Stai navigando con un browser obsoleto. Clicca qui e aggiorna il tuo browser per avere una migliore esperienza di navigazione.
The Langhe wine-growing landscape with its rows of vines leaves less and less space for the natural wood
Among our priorities, there is the recovery of forgotten areas, where spontaneous vegetation reigns, the soil is not contaminated by pesticides for agricultural use and the truffle plants are able to create a perfect symbiosis with the earth and the mycelium present in everything our territory.
The truffles natural ground is a wood, which bears a consistent presence of truffle plants which, over the years, have created a perfect symbiosis with the soil. This particular type of association between plants and fungus is called mycorrhiza.
The project starts from the desire to enhance a 5 hectares area, let out of use for about 40 years, where all edible truffle species have been growing thanks to the enormous variety of plants, the extension in height of the land and the presence of natural wells in the subsoil.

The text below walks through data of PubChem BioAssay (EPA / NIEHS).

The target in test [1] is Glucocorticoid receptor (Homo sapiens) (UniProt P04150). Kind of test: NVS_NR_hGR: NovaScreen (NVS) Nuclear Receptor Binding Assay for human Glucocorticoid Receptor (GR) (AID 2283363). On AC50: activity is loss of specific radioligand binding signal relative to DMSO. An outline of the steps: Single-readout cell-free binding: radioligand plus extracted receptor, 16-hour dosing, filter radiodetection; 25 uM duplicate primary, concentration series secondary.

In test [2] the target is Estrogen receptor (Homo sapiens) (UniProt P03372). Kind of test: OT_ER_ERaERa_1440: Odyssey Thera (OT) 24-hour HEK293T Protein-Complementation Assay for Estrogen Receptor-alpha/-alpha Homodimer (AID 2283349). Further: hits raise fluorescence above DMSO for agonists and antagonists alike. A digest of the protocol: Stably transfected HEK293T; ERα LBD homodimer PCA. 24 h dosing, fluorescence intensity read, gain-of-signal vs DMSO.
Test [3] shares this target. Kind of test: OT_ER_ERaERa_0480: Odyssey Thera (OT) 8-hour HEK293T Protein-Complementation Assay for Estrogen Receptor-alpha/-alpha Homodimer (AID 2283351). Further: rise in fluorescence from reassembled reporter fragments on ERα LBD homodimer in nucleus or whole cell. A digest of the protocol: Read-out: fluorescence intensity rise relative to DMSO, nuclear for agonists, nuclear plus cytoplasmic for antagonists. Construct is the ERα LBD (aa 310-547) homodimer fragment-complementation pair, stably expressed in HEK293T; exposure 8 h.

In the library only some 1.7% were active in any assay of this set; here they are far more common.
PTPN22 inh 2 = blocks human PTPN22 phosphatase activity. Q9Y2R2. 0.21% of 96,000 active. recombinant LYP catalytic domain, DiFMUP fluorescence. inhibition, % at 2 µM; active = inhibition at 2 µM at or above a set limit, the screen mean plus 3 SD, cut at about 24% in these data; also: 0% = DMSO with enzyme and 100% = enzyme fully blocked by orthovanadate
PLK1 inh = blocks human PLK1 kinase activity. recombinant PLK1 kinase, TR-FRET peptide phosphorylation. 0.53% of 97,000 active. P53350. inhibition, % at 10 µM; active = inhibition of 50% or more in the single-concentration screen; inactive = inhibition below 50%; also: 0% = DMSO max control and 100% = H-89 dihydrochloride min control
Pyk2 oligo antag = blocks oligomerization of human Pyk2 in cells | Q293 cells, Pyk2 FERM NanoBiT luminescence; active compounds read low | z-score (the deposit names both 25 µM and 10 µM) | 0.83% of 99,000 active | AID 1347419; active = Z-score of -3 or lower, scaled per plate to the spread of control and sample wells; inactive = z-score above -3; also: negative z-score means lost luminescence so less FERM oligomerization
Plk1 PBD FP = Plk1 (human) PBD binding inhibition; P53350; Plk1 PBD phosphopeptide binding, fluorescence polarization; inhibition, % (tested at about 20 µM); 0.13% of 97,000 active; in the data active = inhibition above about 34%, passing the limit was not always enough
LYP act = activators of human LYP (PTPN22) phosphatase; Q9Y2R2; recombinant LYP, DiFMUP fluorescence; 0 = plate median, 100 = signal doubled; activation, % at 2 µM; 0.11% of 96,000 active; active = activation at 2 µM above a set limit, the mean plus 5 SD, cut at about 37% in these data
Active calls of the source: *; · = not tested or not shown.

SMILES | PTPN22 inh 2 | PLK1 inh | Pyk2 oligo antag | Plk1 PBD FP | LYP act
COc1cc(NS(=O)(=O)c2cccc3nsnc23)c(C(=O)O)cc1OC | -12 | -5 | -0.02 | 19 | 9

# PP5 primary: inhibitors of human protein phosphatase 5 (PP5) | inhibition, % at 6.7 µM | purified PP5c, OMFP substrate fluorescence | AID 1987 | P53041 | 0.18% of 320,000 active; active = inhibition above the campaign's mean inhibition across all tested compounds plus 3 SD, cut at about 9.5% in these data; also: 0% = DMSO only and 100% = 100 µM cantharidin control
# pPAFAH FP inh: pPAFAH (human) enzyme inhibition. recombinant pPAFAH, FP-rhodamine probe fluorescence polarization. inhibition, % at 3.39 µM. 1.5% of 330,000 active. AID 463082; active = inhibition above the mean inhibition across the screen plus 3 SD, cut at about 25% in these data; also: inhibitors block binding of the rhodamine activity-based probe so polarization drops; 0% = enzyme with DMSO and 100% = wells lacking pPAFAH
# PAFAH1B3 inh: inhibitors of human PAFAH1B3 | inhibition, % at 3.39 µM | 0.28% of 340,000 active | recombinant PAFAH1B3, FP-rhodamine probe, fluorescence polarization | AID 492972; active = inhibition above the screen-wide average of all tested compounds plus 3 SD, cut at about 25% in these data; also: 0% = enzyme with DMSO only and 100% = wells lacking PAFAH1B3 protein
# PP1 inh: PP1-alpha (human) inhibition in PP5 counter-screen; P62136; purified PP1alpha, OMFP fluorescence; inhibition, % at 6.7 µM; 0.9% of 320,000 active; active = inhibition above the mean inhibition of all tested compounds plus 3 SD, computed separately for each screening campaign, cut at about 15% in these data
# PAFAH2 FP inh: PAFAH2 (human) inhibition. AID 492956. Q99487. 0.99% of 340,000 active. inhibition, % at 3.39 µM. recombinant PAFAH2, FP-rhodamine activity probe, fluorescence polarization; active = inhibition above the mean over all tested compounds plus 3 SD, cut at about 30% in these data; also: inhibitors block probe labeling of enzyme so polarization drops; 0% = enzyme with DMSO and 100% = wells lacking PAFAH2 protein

It seemed to us naturally to use this place for the collection of truffles and taking care of it, cleaning the ground bottom and then, increasing the production of the area, with the maintenance of the plants already present and the insertion of new ones.
Having identified the areas where cultivable species naturally grow, it was decided to act on the ground.
The cleaning of the bottom and the maintenance of the plants already present were the basis of our initial work, passing then to the increase of the productive area through the planting of mycorrhizal plants.
To date, the species we collect through this technique are the tuber aestivum vittadini, also called the truffle scorzone and the tuber melanosporum vittadini, also known as the precious black or Norcia.
The plants used for cultivation are:
• Quercus Cerris, in the vernacular Cerro
• Quercus Robur, in vernacular oak Farnia
• Quercus Pubescens, in vernacular Roverella
• Corylus Avellana, in vulgar Nocciolo